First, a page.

Police station to be finished by November

Building is designed to look like railroad depot

Taneytown

July 10, 2002|By Christy Koontz | Christy Koontz,SPECIAL TO THE SUN

After months of delay, the new Taneytown police station is taking shape next to the railroad tracks on East Baltimore Street.

Designed as an old railroad depot, the one-story station will stand in the heart of the city's downtown, a stylistic linchpin for Taneytown's downtown revitalization efforts.

"The building will be a match of what the old one was," City Manager Patrick Nield said, referring to the former train station at the site. "It matches the time period as well as the design of the station, which was previously here."

The 5,000-square-foot building will provide badly needed space for the city's Police Department and can accommodate 20 to 25 employees.

As many as 10 officers have had to share 544 square feet of space adjoining City Hall. The extra space will allow officers doing casework, interviews and interrogation to have work areas, said Lt. Bill Tyler.

"We're operating out of a two-room building with a front office and back squad room, which incorporates our fingerprinting, holding cell and officer locker room," Tyler said. "We're expanding to create a more professional atmosphere and more professional look to the department."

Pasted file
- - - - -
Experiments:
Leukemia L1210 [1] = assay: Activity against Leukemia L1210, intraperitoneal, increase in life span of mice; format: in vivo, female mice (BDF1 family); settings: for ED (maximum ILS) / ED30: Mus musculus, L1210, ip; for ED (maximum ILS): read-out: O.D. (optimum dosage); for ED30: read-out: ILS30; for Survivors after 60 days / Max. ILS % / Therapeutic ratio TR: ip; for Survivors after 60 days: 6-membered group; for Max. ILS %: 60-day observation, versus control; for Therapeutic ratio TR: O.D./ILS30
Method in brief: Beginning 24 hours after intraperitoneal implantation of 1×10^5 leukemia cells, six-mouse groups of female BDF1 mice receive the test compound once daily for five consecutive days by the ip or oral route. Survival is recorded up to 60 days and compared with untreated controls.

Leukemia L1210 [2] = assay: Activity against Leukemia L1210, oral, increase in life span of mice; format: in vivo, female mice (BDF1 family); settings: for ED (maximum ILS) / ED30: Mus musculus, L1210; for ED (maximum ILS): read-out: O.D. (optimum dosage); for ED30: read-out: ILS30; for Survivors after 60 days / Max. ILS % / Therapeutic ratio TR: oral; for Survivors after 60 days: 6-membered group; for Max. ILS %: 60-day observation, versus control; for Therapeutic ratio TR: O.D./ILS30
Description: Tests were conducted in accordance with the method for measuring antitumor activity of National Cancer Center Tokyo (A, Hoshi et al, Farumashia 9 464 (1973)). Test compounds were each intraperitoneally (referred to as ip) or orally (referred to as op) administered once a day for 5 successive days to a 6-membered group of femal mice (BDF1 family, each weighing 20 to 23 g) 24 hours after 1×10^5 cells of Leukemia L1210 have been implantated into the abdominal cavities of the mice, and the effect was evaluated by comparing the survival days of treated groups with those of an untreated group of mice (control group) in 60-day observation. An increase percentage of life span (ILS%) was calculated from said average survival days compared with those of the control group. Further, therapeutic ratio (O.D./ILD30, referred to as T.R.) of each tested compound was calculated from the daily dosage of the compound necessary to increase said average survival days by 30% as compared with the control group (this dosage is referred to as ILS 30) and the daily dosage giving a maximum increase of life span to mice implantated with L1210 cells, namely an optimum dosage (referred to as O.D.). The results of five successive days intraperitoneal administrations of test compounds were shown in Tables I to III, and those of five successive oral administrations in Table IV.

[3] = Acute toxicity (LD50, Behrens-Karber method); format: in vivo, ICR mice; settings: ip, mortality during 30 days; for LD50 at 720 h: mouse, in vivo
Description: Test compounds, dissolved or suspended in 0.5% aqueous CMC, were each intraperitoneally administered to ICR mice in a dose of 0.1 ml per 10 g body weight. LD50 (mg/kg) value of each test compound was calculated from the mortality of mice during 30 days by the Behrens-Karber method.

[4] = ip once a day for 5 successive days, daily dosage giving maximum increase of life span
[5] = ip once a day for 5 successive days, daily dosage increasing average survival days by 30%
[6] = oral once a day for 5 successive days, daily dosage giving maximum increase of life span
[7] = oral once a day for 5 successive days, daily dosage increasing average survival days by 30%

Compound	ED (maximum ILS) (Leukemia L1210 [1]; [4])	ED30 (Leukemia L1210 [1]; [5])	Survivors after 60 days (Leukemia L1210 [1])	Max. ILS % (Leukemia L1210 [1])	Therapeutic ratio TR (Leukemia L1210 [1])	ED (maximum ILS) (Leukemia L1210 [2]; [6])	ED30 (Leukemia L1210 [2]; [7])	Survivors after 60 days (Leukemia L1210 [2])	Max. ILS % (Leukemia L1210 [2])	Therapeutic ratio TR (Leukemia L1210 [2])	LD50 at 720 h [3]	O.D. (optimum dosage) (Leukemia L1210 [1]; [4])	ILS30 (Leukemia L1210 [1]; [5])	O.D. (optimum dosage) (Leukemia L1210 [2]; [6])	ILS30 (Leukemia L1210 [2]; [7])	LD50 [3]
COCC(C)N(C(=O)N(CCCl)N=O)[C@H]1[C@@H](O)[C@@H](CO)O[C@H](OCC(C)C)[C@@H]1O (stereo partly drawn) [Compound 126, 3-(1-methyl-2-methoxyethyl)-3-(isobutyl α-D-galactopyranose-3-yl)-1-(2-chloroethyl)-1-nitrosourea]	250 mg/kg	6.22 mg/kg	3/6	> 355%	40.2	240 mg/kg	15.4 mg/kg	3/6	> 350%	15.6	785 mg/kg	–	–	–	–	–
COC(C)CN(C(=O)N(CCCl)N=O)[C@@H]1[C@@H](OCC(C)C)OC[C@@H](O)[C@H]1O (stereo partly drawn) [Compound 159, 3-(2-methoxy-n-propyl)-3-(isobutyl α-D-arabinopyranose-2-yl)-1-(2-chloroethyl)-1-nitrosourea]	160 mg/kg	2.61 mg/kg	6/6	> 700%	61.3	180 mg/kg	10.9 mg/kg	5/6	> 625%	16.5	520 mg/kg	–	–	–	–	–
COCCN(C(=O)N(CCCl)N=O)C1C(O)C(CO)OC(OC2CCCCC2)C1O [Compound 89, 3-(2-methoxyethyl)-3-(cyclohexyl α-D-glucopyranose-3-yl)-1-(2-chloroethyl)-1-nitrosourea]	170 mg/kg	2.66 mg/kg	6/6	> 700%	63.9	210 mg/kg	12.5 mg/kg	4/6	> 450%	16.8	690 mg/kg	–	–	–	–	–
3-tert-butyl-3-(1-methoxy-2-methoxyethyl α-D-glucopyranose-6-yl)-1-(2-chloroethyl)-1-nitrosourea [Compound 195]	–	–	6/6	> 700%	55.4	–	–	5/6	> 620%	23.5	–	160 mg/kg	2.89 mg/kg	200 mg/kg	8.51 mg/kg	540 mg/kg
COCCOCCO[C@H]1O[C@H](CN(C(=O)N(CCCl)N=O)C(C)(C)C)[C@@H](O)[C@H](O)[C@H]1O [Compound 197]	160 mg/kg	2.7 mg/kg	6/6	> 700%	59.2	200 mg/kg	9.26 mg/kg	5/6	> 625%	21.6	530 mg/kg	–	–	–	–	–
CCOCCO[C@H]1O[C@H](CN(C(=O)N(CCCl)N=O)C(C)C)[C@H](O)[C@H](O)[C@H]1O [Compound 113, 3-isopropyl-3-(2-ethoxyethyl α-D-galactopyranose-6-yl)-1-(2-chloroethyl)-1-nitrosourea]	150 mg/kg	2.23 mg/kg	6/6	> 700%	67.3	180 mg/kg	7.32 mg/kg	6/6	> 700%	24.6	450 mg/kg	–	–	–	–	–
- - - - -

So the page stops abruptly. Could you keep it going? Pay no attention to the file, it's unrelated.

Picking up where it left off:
The station will have two holding cells, two interview rooms, five offices, a 405-square-foot booking room and men's and a women's showers and locker rooms.

A 49-space municipal parking lot will be behind the station, and 14 spaces will be created in front of and alongside the building.

Ground was broken on the $827,883 project in April, and work is expected to be complete by November. City employees will temporarily move into the police station while the town offices undergo a $500,000 upgrade.

Main Street Maryland

The projects are at the core of Taneytown's contribution to its downtown revitalization, an effort aided by the Main Street Maryland Program.

The exterior will have woodlike batten siding and a standing seam metal roof, reminiscent of the former train station.

To save money, a mahogany front door and matching sidelights were eliminated, trimming thousands of dollars from the project.

Also, commercial flooring will be used instead of carpet, concrete cell bunks will replace steel ones, and a rear carport and a second public restroom were eliminated.

Despite the changes, the new station will "be a significant improvement over the cramped quarters they have now," Nield said.

Nine bidders for job

GRC General Contractors Inc. of Westminster won over eight bidders for the contract. City officials were pleased with the lower bids, which were closer to the initial cost projections for the new headquarters and other improvements.

"We're getting a police station, street, parking lot and razing of the old [Southern States] mill all in one," Nield said.

When the city put the project out for bid last year, contractors submitted bids ranging from $950,000 to $1.3 million. In addition to the construction changes, a change in the economy after Sept. 11 might have contributed to the lower bid, Nield said.

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